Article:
“In today’s business, the bookers book a match, book an angle, and there’s really no time for the wrestlers involved to really take that booking or angle and make it their own. It’s just instant gratification – – do it this way and then we’re going to do that – – regardless of what happens… The really great talent just doesn’t have the (time or empowerment) to take that where they want it to go or to build on it.”
On how 50/50 booking hurts the business:
“It’s no different than any pro sports team in any sport. If you’re a .500 team, you have your loyal fan base but you don’t really build a national audience. If Alabama or Clemson or LSU is playing, they’re one of the great teams out there and people are tuning in to watch that team… It’s like anything else, when someone is so good, fans from other sports that weren’t necessarily wrestling fans were tuning in to see Hulk Hogan… It’s also fair to say, even with Hulk going over and always winning, if Hulk had not had the charisma, the passion, the interviews, and the look, all that booking could not have made him as great as he was without all the other factors.”
On Vince McMahon’s reputation being unfair:
“Vince, when you were there, he treated everybody good. It was once he decided he didn’t need you or didn’t want you, he would kind of forget your name… Let’s be honest none of the other promotions gave you health insurance either. Because of his success, people try and point to Vince. He may not have provided it but neither did anyone else. On the flip side of the coin, Vince was suddenly paying you more than anybody else. They want to complain about it but they knew what they were getting into… I think in some ways, Vince is being unfairly persecuted for not giving health insurance…it’s not like everybody else was and Vince wasn’t.”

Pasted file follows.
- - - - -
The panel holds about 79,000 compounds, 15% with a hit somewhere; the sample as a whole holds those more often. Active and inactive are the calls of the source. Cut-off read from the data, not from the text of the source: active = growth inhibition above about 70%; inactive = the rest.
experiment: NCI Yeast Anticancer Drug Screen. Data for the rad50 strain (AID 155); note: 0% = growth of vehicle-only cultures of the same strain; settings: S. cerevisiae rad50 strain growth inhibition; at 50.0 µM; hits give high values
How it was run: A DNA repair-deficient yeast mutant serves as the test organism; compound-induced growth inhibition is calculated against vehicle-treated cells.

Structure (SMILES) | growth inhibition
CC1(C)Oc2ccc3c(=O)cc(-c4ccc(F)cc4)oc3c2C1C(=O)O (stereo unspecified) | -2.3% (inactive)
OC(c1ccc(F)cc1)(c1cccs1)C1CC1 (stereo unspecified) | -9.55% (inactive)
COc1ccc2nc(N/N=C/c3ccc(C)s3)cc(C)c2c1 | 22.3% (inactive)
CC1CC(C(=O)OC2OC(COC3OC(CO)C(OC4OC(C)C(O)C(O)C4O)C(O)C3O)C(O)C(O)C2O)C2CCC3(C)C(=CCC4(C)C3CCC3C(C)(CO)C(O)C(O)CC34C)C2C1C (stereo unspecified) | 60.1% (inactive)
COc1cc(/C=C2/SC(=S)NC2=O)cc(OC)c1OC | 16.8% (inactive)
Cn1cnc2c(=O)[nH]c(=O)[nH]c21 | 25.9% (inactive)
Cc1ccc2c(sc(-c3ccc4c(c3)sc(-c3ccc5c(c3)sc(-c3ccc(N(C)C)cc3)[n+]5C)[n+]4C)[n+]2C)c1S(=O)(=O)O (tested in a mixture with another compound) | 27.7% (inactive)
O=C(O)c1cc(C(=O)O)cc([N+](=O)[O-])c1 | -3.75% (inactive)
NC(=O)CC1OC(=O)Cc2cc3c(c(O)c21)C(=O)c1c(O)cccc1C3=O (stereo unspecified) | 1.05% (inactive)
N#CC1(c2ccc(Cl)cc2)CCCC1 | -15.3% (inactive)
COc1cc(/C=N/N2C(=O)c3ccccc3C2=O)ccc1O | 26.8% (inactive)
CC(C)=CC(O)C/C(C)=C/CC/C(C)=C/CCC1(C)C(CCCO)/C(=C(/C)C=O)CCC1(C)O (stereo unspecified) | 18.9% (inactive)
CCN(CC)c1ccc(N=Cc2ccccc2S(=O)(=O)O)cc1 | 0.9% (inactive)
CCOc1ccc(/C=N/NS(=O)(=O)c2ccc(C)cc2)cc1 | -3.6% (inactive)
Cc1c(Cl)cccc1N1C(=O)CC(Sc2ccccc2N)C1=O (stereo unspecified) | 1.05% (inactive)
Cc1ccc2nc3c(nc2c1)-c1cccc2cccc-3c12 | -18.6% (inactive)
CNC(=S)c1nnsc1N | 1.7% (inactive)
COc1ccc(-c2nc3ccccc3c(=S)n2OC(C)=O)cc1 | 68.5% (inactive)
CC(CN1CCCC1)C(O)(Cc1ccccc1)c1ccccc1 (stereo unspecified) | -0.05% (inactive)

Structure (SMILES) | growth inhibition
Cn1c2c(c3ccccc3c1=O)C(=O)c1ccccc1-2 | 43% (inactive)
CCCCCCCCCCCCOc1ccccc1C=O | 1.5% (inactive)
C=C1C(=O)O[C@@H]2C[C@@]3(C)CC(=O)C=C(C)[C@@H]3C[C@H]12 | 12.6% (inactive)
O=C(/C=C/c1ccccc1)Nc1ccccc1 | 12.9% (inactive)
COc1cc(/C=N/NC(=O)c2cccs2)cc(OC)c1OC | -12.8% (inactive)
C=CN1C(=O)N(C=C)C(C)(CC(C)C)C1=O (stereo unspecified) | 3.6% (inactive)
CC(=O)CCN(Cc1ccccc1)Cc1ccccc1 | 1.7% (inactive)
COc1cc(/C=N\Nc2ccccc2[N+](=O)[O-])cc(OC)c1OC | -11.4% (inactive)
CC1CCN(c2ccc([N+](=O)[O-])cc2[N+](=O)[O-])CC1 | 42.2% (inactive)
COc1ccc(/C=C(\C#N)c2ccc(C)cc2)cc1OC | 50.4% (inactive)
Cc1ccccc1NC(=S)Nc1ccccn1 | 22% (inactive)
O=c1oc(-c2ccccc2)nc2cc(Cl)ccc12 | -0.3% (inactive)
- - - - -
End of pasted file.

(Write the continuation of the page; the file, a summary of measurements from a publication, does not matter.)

On the Ken Patera/Saito incident that caused both men to spend time in prison:
“It was unfortunate all around. Ken went to McDonald’s (and) it had just closed. He was fine, he said ‘let me just buy what you’ve got already made.’… Ken was starving, saw the food, the guy wouldn’t give it to him. Ken was mad, walked out, saw a brick, got mad and threw it through the window. I think the manager knew who he was. Ken just walked back across the highway to the hotel they were staying in and went to his room… The police break into the room – – the guy I really feel sorry for is Saito. He was already sleeping; all of a sudden there’s people breaking into his room and he didn’t know what was going on, and he starts swinging – – whether it was Patera or Mr Saito, one of them threw a police officer – – ended up it was a female – – through the walls of the hotel room. That police officer’s father was the fire chief of Waukesha, and that made the prosecutors out for blood… Verne I don’t think took it seriously in that they just had their normal business lawyer go down and were going to defend them, and the prosecuters in Waukesha were out for blood…they both got sentenced to two years in prison… Ken Patera was pretty bitter about the whole thing and it took him a long time to really get over it. It was sad on all fronts.”
Listen to the full episode below.